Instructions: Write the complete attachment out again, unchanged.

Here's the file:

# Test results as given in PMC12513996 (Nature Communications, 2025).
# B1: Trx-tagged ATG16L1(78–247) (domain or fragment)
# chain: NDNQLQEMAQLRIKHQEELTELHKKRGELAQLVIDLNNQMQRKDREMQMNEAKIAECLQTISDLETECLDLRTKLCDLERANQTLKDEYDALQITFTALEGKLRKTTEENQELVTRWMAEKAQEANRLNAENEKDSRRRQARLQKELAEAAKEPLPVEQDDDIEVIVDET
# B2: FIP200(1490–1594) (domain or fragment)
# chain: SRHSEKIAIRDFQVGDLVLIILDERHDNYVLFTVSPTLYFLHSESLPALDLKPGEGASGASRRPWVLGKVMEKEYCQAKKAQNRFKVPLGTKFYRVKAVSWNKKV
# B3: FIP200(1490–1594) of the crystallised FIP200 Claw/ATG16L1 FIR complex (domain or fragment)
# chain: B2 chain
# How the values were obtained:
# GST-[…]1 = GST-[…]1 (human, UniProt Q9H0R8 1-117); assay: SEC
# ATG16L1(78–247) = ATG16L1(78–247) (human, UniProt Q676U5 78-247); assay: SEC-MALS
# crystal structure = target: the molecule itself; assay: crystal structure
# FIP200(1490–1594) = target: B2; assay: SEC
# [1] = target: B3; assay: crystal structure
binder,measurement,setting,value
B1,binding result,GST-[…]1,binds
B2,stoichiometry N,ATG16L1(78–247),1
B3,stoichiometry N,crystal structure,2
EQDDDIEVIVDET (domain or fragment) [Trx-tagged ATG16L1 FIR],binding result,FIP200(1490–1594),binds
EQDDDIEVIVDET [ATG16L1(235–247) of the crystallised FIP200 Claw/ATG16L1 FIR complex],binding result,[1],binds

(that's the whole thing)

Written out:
# Test results as given in PMC12513996 (Nature Communications, 2025).
# B1: Trx-tagged ATG16L1(78–247) (domain or fragment)
# chain: NDNQLQEMAQLRIKHQEELTELHKKRGELAQLVIDLNNQMQRKDREMQMNEAKIAECLQTISDLETECLDLRTKLCDLERANQTLKDEYDALQITFTALEGKLRKTTEENQELVTRWMAEKAQEANRLNAENEKDSRRRQARLQKELAEAAKEPLPVEQDDDIEVIVDET
# B2: FIP200(1490–1594) (domain or fragment)
# chain: SRHSEKIAIRDFQVGDLVLIILDERHDNYVLFTVSPTLYFLHSESLPALDLKPGEGASGASRRPWVLGKVMEKEYCQAKKAQNRFKVPLGTKFYRVKAVSWNKKV
# B3: FIP200(1490–1594) of the crystallised FIP200 Claw/ATG16L1 FIR complex (domain or fragment)
# chain: B2 chain
# How the values were obtained:
# GST-[…]1 = GST-[…]1 (human, UniProt Q9H0R8 1-117); assay: SEC
# ATG16L1(78–247) = ATG16L1(78–247) (human, UniProt Q676U5 78-247); assay: SEC-MALS
# crystal structure = target: the molecule itself; assay: crystal structure
# FIP200(1490–1594) = target: B2; assay: SEC
# [1] = target: B3; assay: crystal structure
binder,measurement,setting,value
B1,binding result,GST-[…]1,binds
B2,stoichiometry N,ATG16L1(78–247),1
B3,stoichiometry N,crystal structure,2
EQDDDIEVIVDET (domain or fragment) [Trx-tagged ATG16L1 FIR],binding result,FIP200(1490–1594),binds
EQDDDIEVIVDET [ATG16L1(235–247) of the crystallised FIP200 Claw/ATG16L1 FIR complex],binding result,[1],binds